Yet elsewhere, Silber finds modernist buildings aesthetically appalling. He dislikes Pei’s glass pyramid entrance to the Louvre, saying that this modern structure is “inharmonious and intrusive” in the Louvre’s seventeenth-century courtyard. Such an intrusion, he writes, is an example of an architect “consciously practicing the architecture of the absurd.” Josep Lluis Sert, a modernist dean of Harvard’s School of Design who has designed many projects in Boston, is another target. Sert’s Holyoke Shopping Center and Peabody Terrace student housing are inharmonious, Silber tells us, because they “defy the tastes and traditions of a community he longs to reshape.” Silber also points out that Sert’s Harvard Law School, “despite its radically different function, is embarrassingly similar to the residential Peabody Terrace,” suggesting that the architect had discovered a universal design that he could apply to every project.
But don’t Silber’s criticisms of Sert apply equally to van der Rohe? Didn’t the Seagram building deliberately defy New York’s traditional urbanism? Park Avenue was defined by its consistent wall of buildings in traditional architectural styles. The Seagram building deliberately broke with these styles and disrupted the street wall with its little plaza. The 1950s and 1960s saw an endless series of modernist high rises with such windswept plazas, until enough people realized that they were destroying the definition of New York’s streets and public spaces. Likewise, Pei’s Hancock Building helped to destroy Boston’s skyline and the traditional scale of Copley Square. Silber considers the two buildings harmonious because he thinks of them in isolation; but when placed in the context of the traditional architecture and urbanism of Park Avenue and Copley Square, they clash with their surroundings just as strongly as Pei’s pyramid clashes with the Louvre courtyard, or as Sert’s shopping center and student housing clash with their surrounding neighborhoods.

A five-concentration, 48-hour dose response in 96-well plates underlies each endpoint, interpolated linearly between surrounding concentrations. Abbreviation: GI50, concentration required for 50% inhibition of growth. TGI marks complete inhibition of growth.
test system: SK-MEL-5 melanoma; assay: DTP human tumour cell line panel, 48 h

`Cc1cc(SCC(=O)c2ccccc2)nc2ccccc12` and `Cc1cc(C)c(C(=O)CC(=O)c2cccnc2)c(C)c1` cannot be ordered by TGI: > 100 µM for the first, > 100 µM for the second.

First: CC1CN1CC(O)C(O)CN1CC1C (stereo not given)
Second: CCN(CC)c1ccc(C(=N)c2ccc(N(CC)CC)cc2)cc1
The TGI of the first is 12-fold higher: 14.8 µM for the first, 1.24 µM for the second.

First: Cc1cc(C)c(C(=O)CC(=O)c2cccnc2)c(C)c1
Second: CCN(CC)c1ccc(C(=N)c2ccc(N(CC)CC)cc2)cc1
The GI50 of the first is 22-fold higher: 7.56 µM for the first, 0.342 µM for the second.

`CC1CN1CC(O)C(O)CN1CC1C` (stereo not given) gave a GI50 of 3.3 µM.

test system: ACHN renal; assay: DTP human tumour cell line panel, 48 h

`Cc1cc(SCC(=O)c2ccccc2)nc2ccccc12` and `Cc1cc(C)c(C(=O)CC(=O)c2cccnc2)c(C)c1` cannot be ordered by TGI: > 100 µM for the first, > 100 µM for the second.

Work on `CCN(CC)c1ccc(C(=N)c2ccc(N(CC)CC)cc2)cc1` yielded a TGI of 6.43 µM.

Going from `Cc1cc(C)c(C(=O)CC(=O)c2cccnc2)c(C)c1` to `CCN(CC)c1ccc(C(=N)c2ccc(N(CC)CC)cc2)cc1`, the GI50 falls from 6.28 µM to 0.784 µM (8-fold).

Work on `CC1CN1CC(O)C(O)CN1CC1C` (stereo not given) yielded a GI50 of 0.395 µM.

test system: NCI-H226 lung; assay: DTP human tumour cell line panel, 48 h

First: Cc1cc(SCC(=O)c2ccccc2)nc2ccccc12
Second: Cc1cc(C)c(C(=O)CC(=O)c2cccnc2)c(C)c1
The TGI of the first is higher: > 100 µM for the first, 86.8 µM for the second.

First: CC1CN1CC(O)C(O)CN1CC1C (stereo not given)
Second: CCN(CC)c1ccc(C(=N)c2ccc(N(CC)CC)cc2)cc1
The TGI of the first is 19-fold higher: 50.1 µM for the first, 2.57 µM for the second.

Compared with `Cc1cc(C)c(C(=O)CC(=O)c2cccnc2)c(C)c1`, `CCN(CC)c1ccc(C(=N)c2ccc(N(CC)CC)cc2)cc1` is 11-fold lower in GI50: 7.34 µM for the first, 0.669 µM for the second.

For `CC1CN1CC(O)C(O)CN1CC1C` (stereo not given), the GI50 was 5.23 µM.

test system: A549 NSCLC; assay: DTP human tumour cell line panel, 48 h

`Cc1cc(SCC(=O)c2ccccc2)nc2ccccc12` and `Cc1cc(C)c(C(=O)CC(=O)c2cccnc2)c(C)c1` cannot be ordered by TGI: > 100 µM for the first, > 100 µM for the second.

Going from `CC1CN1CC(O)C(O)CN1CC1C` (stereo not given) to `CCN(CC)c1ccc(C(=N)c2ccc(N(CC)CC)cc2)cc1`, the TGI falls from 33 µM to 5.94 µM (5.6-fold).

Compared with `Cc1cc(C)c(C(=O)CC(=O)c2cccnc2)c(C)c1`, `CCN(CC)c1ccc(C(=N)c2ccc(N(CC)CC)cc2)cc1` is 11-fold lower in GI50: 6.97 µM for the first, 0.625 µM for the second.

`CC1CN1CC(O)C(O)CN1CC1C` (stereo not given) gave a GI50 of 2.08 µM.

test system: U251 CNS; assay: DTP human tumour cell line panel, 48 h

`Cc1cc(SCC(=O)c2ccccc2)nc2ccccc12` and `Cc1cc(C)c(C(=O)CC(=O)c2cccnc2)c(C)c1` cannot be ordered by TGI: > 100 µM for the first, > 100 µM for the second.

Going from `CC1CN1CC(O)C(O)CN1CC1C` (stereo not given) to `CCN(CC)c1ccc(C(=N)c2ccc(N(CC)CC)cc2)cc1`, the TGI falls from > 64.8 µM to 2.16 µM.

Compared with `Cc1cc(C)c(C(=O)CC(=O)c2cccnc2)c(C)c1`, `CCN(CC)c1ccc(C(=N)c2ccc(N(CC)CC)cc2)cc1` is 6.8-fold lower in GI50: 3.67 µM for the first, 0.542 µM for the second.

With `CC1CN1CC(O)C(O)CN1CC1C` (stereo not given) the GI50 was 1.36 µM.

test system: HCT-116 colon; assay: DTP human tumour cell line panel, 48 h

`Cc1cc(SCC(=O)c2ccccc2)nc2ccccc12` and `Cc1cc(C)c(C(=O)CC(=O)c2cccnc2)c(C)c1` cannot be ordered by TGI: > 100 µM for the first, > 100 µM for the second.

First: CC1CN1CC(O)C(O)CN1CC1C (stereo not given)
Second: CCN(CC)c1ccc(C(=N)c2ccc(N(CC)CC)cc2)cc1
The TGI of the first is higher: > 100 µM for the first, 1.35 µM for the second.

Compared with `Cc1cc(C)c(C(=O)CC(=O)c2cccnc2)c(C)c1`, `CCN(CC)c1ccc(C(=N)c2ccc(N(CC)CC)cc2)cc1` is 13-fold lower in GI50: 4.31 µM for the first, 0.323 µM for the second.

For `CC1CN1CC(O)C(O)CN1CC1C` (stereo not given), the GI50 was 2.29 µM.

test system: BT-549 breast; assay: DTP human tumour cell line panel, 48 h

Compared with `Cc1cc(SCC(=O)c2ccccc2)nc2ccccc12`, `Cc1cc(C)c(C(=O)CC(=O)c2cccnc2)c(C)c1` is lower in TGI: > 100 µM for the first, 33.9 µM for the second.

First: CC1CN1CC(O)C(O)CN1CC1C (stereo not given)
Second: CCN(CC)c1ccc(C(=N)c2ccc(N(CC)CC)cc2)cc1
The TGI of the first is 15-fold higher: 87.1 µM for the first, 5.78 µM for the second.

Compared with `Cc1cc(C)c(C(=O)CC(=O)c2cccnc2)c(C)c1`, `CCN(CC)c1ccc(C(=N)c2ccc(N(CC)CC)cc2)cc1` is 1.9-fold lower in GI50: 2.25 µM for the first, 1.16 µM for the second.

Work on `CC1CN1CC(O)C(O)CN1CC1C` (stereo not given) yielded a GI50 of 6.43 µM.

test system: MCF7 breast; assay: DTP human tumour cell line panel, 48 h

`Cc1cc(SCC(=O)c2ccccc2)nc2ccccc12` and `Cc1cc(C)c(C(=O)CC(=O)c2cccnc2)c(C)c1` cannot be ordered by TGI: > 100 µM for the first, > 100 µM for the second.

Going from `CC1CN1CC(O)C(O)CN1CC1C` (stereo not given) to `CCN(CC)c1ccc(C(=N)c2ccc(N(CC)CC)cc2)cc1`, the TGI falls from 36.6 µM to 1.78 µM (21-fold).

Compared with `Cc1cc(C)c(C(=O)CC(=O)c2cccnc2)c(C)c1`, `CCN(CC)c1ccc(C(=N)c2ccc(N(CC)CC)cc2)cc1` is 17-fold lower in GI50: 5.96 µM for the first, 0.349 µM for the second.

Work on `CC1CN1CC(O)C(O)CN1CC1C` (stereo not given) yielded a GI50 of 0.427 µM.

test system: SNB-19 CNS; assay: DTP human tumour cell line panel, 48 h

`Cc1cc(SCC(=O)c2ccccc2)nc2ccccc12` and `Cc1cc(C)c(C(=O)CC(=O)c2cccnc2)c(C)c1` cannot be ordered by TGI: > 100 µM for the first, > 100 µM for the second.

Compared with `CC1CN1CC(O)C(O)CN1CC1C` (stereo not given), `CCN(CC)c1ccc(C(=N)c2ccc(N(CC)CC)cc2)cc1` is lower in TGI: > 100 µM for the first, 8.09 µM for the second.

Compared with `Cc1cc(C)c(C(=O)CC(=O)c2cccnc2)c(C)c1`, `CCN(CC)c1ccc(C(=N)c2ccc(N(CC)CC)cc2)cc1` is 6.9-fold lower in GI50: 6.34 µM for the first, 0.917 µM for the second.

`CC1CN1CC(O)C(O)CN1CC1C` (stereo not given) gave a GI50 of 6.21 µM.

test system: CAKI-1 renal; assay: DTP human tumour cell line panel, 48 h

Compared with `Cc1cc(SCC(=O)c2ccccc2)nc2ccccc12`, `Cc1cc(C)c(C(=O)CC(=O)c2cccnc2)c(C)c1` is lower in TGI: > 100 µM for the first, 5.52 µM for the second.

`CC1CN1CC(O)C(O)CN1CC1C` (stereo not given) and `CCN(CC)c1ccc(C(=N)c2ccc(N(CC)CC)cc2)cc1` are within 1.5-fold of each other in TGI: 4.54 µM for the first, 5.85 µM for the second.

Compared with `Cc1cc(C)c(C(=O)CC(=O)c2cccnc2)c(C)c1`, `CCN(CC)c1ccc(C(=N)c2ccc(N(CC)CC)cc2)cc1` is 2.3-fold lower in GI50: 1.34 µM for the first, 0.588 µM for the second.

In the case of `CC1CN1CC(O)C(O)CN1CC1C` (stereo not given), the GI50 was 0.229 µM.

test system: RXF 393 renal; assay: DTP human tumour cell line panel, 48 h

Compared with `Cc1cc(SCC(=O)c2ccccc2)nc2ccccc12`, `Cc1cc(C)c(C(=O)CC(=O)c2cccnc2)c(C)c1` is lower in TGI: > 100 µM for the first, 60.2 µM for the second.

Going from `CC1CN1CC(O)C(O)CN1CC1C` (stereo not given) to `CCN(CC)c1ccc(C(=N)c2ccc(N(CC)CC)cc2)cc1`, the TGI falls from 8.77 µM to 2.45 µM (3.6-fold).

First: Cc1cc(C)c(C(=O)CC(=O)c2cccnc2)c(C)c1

Silber also tends to make sharp distinctions between like things. Le Corbusier is absurd; Mies is not. The money spent to correct the reflections from Gehry’s Disney Hall show that that building is absurd; the money spent to stop the windows from falling out of the Hancock Building show no such thing. Sert’s Holyoke Shopping Center is absurd because it deliberately defies the architectural traditions of its neighborhood; Mies’s Seagram building is not absurd, though it’s guilty of the same offense. Perhaps Silber is led to make such arbitrary distinctions because he focuses on such a narrow realm of modernist architecture. He doesn’t consider any buildings without the typical flaws of modernism.
In his conclusion, Silber offers some alternatives to the architecture of the absurd, such as the Sydney Opera House—it reminds him of a lovely sailing ship, but has put other critics in mind of a pile of copulating turtles—and a building by Moshe Safdie with curving sculptural rooflines. These buildings are just more moderate examples of today’s taste for novelty and for buildings designed as abstract sculptures. They do not go to the anti-human extremes of Libeskind and Gehry, true, but they do move in that direction. Silber argues that the architecture of the absurd fails precisely because it tries so hard to be novel, but he praises the Sydney Opera House as “an iconic structure” that is “imaginative and excitingly and enduringly novel.” Haven’t we heard exactly the same terms used about Gehry’s and Libeskind’s buildings? Silber praises Safdie’s building by writing that it’s “every bit as contemporary as those of Gehry, [Steven] Holl, and Libeskind.” But these buildings are less contemporary than they are unfortunate hangovers from mid-century modernism; they represent the final decadence of an approach that was exciting in the 1950s or 1960s, but that now strains for novelty because it no longer has anything meaningful to say.
It would have been welcome if Silber had discussed some of the neo-traditional contemporary architects trying to move away from modernism by designing buildings that are good places for people, rather than iconic novelties—architects such as Robert A.M. Stern, Quinlan Terry, Christopher Alexander, and Robert Adam. They offer a real alternative to modernist decadence. Silber helpfully demonstrates what’s wrong with architecture today, but he fails to point us in a better direction.